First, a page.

As my dissatisfaction continued to grow, the relationship began to sour. This “friend” who’d made such a great offer suddenly seemed to think it was okay to yell at me in a meeting or during phone calls…it was not. After this happened for the fourth time, I realized that the mutual respect that had once apparently been there was now gone.
After being told repeatedly how it was possible to exist for $300 a month, the money kept getting smaller as were the views. As mentioned above, it began to look like the massive view counts at the beginning may have had more to do with questionable practices that probably helped to bring about the penalties.
Overall, I enjoyed the work I was doing. Meeting celebrities, watching new films and writing about things that I was addicted to, attending comic cons, and doing entertainment journalism was a dream come true. Sadly, once the trust was gone and the “scales” lifted from my eyes, I realized that things were not all as advertised.
For one thing, the site was never going to be sold, as long as money was being made by the publisher 2 percent of this company was never going to amount to anything. Another issue was the accusations of the site being a “content mill.” This allegation was, pretty much, true. The amount of articles required was staggering. I myself wrote almost 1,900 articles from the end of April 2013 to December 2014. For a year I wrote and published between 8 to 10 stories per day on weekdays and up to 15 per day on Saturday and Sunday; a total of around 70 to 80 articles per week.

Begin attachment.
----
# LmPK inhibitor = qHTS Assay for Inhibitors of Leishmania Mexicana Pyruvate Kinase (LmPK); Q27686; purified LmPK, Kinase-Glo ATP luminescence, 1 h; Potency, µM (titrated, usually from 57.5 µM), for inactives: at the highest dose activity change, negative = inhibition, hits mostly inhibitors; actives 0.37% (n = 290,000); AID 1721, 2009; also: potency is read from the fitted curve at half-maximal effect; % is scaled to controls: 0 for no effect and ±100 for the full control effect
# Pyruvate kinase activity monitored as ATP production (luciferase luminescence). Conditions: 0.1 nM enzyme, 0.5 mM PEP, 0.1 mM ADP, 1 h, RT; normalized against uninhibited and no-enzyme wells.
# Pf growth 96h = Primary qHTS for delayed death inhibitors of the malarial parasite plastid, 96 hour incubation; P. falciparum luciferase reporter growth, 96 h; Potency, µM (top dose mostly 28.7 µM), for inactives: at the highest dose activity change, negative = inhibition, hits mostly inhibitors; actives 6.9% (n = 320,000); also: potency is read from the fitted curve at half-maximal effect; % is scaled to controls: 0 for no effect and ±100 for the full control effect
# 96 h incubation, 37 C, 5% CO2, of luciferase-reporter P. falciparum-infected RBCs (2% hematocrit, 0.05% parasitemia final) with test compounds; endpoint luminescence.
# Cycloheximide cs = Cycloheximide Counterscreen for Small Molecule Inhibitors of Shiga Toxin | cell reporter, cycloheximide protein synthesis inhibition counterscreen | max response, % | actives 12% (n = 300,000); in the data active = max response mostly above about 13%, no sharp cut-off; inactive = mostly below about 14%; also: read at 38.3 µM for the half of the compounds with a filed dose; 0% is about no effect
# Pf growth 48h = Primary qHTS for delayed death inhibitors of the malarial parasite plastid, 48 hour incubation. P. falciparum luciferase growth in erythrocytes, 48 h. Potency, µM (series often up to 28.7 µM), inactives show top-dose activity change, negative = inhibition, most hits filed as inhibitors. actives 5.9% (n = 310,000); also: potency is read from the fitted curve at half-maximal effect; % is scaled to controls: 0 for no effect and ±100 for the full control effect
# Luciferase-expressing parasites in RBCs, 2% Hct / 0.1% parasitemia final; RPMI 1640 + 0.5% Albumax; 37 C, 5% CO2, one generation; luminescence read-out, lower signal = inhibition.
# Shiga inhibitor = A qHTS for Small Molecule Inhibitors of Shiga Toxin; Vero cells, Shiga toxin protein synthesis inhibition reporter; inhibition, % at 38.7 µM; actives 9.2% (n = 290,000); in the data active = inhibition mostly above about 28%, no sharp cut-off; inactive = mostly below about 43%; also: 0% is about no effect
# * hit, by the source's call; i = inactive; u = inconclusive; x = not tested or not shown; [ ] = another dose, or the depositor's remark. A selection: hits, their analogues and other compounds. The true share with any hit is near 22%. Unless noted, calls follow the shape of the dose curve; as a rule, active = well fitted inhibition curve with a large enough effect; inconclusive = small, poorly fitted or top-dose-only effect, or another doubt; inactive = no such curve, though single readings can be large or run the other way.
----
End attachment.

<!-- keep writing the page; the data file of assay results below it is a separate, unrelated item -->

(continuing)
Before I left, I was contracted to write 62 articles per month. When I began attending the Las Vegas conventions, as mentioned above, the paper was hitting the number one slot in Google News and was generating interviews and making some good contacts. While I was at the Vampire Diaries Convention (A truly abysmal experience as the entire group running the event were small-minded and elitist.) I was called during the second day by the publisher who told me that the conventions would have to go. Telling me that our output was suffering I was informed that I needed to write more on the weekends. Not more original output, but more regurgitated stories for the readers.
Another charge of “citizen journalists” was also levied against the site and there was a lot of truth to this as well. In most cases, writers for the site were not journalists. I had been trained years ago but many who wrote for us had never been trained apart from what our boot camp gave them when they joined.
Granted not every writer was asked to produce such huge amounts of articles but the idea was to have a lot of stories for people to choose from. In other words a content mill. I did personally learn just how much I could write each day and I also found out that self-discipline was in my vocabulary after all.